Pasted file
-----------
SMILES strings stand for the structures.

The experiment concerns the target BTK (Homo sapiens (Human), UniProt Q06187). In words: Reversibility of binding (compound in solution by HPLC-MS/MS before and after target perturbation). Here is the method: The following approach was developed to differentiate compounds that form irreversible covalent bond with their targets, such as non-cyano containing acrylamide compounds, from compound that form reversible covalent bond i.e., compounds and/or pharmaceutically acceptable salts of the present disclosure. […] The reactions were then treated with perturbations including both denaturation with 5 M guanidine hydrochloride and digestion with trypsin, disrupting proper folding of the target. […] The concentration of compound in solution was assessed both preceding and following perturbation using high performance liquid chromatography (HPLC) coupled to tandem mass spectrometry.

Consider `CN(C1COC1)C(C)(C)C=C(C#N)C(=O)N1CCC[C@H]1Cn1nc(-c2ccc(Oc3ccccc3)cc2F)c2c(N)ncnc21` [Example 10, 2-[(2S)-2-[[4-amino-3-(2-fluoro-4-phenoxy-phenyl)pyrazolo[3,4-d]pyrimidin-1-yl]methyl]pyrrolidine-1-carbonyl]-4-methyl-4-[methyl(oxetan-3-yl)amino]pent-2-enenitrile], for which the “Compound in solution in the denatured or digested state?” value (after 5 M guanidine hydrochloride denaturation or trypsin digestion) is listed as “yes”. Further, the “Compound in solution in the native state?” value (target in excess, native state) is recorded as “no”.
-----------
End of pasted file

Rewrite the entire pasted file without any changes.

SMILES strings stand for the structures.

The experiment concerns the target BTK (Homo sapiens (Human), UniProt Q06187). In words: Reversibility of binding (compound in solution by HPLC-MS/MS before and after target perturbation). Here is the method: The following approach was developed to differentiate compounds that form irreversible covalent bond with their targets, such as non-cyano containing acrylamide compounds, from compound that form reversible covalent bond i.e., compounds and/or pharmaceutically acceptable salts of the present disclosure. […] The reactions were then treated with perturbations including both denaturation with 5 M guanidine hydrochloride and digestion with trypsin, disrupting proper folding of the target. […] The concentration of compound in solution was assessed both preceding and following perturbation using high performance liquid chromatography (HPLC) coupled to tandem mass spectrometry.

Consider `CN(C1COC1)C(C)(C)C=C(C#N)C(=O)N1CCC[C@H]1Cn1nc(-c2ccc(Oc3ccccc3)cc2F)c2c(N)ncnc21` [Example 10, 2-[(2S)-2-[[4-amino-3-(2-fluoro-4-phenoxy-phenyl)pyrazolo[3,4-d]pyrimidin-1-yl]methyl]pyrrolidine-1-carbonyl]-4-methyl-4-[methyl(oxetan-3-yl)amino]pent-2-enenitrile], for which the “Compound in solution in the denatured or digested state?” value (after 5 M guanidine hydrochloride denaturation or trypsin digestion) is listed as “yes”. Further, the “Compound in solution in the native state?” value (target in excess, native state) is recorded as “no”.